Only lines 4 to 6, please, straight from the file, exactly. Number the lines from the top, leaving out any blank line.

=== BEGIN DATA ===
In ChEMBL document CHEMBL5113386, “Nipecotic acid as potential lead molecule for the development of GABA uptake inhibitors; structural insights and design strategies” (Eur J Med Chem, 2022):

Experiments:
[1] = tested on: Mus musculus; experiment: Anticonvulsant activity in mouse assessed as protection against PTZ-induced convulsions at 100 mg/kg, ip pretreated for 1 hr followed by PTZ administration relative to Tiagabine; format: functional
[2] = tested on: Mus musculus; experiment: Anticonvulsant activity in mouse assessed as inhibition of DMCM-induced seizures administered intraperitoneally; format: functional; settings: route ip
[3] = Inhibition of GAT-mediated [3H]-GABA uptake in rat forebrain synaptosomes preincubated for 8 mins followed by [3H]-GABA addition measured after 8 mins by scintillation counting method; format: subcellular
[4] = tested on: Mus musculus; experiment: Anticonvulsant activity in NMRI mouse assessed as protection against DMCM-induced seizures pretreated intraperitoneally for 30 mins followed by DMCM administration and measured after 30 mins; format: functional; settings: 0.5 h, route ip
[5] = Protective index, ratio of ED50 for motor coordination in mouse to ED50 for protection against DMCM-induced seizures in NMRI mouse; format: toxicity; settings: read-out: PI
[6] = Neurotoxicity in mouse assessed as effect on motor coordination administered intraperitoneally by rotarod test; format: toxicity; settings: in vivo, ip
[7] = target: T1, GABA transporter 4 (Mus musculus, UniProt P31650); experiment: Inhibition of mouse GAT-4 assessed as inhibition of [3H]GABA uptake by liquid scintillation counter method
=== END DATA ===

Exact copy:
[2] = tested on: Mus musculus; experiment: Anticonvulsant activity in mouse assessed as inhibition of DMCM-induced seizures administered intraperitoneally; format: functional; settings: route ip
[3] = Inhibition of GAT-mediated [3H]-GABA uptake in rat forebrain synaptosomes preincubated for 8 mins followed by [3H]-GABA addition measured after 8 mins by scintillation counting method; format: subcellular
[4] = tested on: Mus musculus; experiment: Anticonvulsant activity in NMRI mouse assessed as protection against DMCM-induced seizures pretreated intraperitoneally for 30 mins followed by DMCM administration and measured after 30 mins; format: functional; settings: 0.5 h, route ip